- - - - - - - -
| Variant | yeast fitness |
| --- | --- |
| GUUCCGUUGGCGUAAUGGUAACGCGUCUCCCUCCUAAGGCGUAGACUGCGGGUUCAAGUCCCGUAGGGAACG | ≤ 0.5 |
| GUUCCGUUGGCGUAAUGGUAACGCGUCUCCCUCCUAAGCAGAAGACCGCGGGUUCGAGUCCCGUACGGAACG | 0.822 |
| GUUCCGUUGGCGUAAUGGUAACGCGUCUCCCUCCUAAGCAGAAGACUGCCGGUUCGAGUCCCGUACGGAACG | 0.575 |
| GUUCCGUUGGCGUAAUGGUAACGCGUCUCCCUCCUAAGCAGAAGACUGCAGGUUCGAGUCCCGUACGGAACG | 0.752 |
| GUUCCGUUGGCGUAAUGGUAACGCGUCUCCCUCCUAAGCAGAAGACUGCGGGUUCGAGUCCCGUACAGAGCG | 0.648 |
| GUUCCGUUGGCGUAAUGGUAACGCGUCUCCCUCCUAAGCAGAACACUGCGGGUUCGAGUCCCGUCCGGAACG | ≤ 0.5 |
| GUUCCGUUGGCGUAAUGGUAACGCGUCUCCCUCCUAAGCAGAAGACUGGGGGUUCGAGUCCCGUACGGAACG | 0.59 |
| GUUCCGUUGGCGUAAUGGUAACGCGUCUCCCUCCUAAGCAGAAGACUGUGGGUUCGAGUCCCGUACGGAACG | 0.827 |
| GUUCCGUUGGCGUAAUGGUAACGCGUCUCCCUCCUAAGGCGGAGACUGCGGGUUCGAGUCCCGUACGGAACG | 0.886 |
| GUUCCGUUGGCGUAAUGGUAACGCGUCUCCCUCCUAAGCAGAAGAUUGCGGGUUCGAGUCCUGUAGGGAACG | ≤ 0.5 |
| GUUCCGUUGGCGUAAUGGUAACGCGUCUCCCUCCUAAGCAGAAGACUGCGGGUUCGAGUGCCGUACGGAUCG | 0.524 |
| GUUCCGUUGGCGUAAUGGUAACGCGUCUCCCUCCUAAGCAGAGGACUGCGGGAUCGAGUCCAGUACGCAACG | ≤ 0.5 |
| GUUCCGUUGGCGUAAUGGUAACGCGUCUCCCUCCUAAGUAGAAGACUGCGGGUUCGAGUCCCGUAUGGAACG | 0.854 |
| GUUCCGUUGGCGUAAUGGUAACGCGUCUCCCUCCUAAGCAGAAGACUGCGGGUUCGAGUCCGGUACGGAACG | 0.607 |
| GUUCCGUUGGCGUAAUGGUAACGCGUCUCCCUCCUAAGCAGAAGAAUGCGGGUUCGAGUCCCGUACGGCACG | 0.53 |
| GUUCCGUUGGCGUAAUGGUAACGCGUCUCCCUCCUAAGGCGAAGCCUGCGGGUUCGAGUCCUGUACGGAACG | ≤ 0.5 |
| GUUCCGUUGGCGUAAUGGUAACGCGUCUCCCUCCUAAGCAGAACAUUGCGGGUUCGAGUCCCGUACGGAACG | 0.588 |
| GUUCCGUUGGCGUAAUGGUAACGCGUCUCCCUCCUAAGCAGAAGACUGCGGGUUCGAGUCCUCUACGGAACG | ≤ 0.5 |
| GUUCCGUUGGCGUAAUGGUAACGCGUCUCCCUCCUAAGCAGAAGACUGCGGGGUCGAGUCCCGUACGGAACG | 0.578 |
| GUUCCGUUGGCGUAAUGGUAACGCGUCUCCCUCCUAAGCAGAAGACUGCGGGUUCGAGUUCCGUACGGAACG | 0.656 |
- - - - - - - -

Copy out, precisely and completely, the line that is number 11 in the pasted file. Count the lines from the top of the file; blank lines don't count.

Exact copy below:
| GUUCCGUUGGCGUAAUGGUAACGCGUCUCCCUCCUAAGGCGGAGACUGCGGGUUCGAGUCCCGUACGGAACG | 0.886 |